The sustainable role of metals
Recycling materials has been an important part of sustainable living to reduce waste and the use of energy for some time. Aluminium specifically has long been a leader in recycling because it is a permanently available material that can be easily recycled again and again, without losing any quality of its structural integrity. It can be reformed and transformed infinitely. What may start out as a drinks can, can then be reused and recycled; melted down and then turned into another can for example, or an iron, a car or perhaps even an aeroplane wing.
Towards the end of 2017, aluminium beverage cans were officially certified as the world’s most recycled drinks container by Resource Recycling Systems (RRS). Add that to the fact seven out of 10 drinks cans sold in the UK are already being recycled and up to 80% of all aluminium ever produced is still in use today, the can has the best track record as a sustainable packaging form. Metal Packaging Europe (MPE) also recently revealed that the global weighted average recycling rate for aluminium is 69%, compared to PET at 43% and glass at 46%.
The success of recycling aluminium is not just down to conscientious industries or consumers, it is also down to the fact that aluminium cans are much more valuable than other packaging materials, making the recycling of drinks cans easily financially viable and self-sustaining. The value of recycled materials can vary. For glass, for example, New Scientist recently stated that “waste managers often have to pay recyclers to take glass off their hands” (19.7.17).
But it’s not just aluminium that’s proven to be a ‘green’ hit – steel for packaging recorded an average European recycling rate of 78% in 2015, a record performance, which included five countries exceeding 85%. With greater focus being placed on packaging in the media and the UK Government announcing environmental plans for the next 20 years, consumers are now more concerned than ever about the waste being produced and are keen to know that their choice of purchase meets their environmental expectations.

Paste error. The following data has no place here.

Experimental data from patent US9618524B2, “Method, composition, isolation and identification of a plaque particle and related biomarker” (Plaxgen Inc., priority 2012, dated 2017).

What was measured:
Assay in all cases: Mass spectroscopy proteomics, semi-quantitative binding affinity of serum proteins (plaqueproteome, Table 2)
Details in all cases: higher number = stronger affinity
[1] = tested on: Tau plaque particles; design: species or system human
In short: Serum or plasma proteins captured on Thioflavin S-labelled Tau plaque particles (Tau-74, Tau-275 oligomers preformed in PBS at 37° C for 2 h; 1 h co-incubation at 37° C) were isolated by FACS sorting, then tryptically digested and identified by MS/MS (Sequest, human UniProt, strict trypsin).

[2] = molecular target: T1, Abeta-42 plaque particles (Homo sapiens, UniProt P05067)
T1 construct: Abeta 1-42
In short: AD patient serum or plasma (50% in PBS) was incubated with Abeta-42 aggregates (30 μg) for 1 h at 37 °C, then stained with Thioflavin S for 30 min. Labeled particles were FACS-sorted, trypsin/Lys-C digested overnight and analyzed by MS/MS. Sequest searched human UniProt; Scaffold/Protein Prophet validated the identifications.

So what makes a drinks can sustainable?
- It’s infinitely recyclable – otherwise known as a permanently available material that can be reused again and again for multiple purposes
- It doesn’t lose its structural integrity in the recycling process
- Aluminium cans are 100 per cent recyclable
- Cans are cube efficient, requiring less space for transportation
- It is widely collected via existing kerbside and ‘on the go’ schemes and is also collected for re-use whilst other waste is incinerated
- Making one aluminium beverage can from raw materials uses the same amount of energy that it takes to recycle 20 (Novelis)
- Recycled aluminium has exactly the same properties as new – but takes just five per cent of the energy to produce (Alupro)
Use, recover, regenerate: the circular economy
Beverage cans fit into the circular economy – where resources are used, recovered and regenerated. Permanent materials like drinks cans are the building blocks for the circular economy. If you heat aluminium or steel scrap in a recycling facility to the point where it melts, what comes out is completely the same as what went in because metal is unalterable structurally. It’s then kept in use at its highest utility and value for as long as possible, ensuring that the maximum usage out of metal through recycling is achieved.
There is a need for the right legislative framework to be in place to achieve a functioning circular economy. It must start and end with a new product that can be recycled again and again. This means the focus should be on multiple-life-cycles, ideally without loss of quality or need for new source material. These multiple lifecycles are where cans stand out over other packaging forms as all of the drinks cans produced can be re-used for a multitude of purposes.
The aluminium can’s green credentials can be a win for a drinks brand in terms of achieving sustainability goals and delivering on consumer promises. Meeting and exceeding consumer expectations is the basic principle of business and consumers today are increasingly demanding that the products they choose to buy are as easily recyclable and as sustainable as possible.